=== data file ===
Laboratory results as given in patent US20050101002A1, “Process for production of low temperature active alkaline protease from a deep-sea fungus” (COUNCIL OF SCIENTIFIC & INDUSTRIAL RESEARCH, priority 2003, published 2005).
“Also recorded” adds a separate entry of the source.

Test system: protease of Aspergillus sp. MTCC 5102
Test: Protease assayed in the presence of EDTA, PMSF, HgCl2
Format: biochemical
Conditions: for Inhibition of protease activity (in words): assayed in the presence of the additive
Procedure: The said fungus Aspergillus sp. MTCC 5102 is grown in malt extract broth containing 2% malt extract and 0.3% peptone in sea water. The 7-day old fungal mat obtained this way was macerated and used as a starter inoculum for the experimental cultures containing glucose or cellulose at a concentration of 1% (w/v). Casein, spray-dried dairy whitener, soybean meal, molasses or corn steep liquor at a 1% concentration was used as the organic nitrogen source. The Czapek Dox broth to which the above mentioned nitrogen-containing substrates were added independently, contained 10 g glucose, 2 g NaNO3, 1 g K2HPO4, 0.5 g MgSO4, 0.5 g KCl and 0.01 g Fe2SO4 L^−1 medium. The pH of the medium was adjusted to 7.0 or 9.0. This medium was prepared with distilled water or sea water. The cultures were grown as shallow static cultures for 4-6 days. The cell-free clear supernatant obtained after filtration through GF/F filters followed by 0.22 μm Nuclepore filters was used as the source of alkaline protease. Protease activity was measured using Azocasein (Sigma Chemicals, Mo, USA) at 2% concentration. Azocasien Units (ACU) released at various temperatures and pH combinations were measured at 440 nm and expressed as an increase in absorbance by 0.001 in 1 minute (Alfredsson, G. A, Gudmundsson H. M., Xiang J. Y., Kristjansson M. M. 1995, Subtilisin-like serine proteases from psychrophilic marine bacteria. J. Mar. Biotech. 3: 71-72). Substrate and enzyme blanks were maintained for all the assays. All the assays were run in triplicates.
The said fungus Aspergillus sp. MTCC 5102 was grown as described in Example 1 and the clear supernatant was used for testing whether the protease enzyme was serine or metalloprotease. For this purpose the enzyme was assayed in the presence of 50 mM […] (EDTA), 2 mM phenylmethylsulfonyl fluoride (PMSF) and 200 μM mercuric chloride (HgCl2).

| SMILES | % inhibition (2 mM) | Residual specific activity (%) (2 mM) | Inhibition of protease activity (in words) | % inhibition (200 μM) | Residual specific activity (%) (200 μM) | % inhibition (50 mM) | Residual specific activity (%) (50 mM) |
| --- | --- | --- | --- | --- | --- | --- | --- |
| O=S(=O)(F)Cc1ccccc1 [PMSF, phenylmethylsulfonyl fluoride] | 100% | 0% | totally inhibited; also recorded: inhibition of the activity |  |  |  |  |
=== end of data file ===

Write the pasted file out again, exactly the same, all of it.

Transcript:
Laboratory results as given in patent US20050101002A1, “Process for production of low temperature active alkaline protease from a deep-sea fungus” (COUNCIL OF SCIENTIFIC & INDUSTRIAL RESEARCH, priority 2003, published 2005).
“Also recorded” adds a separate entry of the source.

Test system: protease of Aspergillus sp. MTCC 5102
Test: Protease assayed in the presence of EDTA, PMSF, HgCl2
Format: biochemical
Conditions: for Inhibition of protease activity (in words): assayed in the presence of the additive
Procedure: The said fungus Aspergillus sp. MTCC 5102 is grown in malt extract broth containing 2% malt extract and 0.3% peptone in sea water. The 7-day old fungal mat obtained this way was macerated and used as a starter inoculum for the experimental cultures containing glucose or cellulose at a concentration of 1% (w/v). Casein, spray-dried dairy whitener, soybean meal, molasses or corn steep liquor at a 1% concentration was used as the organic nitrogen source. The Czapek Dox broth to which the above mentioned nitrogen-containing substrates were added independently, contained 10 g glucose, 2 g NaNO3, 1 g K2HPO4, 0.5 g MgSO4, 0.5 g KCl and 0.01 g Fe2SO4 L^−1 medium. The pH of the medium was adjusted to 7.0 or 9.0. This medium was prepared with distilled water or sea water. The cultures were grown as shallow static cultures for 4-6 days. The cell-free clear supernatant obtained after filtration through GF/F filters followed by 0.22 μm Nuclepore filters was used as the source of alkaline protease. Protease activity was measured using Azocasein (Sigma Chemicals, Mo, USA) at 2% concentration. Azocasien Units (ACU) released at various temperatures and pH combinations were measured at 440 nm and expressed as an increase in absorbance by 0.001 in 1 minute (Alfredsson, G. A, Gudmundsson H. M., Xiang J. Y., Kristjansson M. M. 1995, Subtilisin-like serine proteases from psychrophilic marine bacteria. J. Mar. Biotech. 3: 71-72). Substrate and enzyme blanks were maintained for all the assays. All the assays were run in triplicates.
The said fungus Aspergillus sp. MTCC 5102 was grown as described in Example 1 and the clear supernatant was used for testing whether the protease enzyme was serine or metalloprotease. For this purpose the enzyme was assayed in the presence of 50 mM […] (EDTA), 2 mM phenylmethylsulfonyl fluoride (PMSF) and 200 μM mercuric chloride (HgCl2).

| SMILES | % inhibition (2 mM) | Residual specific activity (%) (2 mM) | Inhibition of protease activity (in words) | % inhibition (200 μM) | Residual specific activity (%) (200 μM) | % inhibition (50 mM) | Residual specific activity (%) (50 mM) |
| --- | --- | --- | --- | --- | --- | --- | --- |
| O=S(=O)(F)Cc1ccccc1 [PMSF, phenylmethylsulfonyl fluoride] | 100% | 0% | totally inhibited; also recorded: inhibition of the activity |  |  |  |  |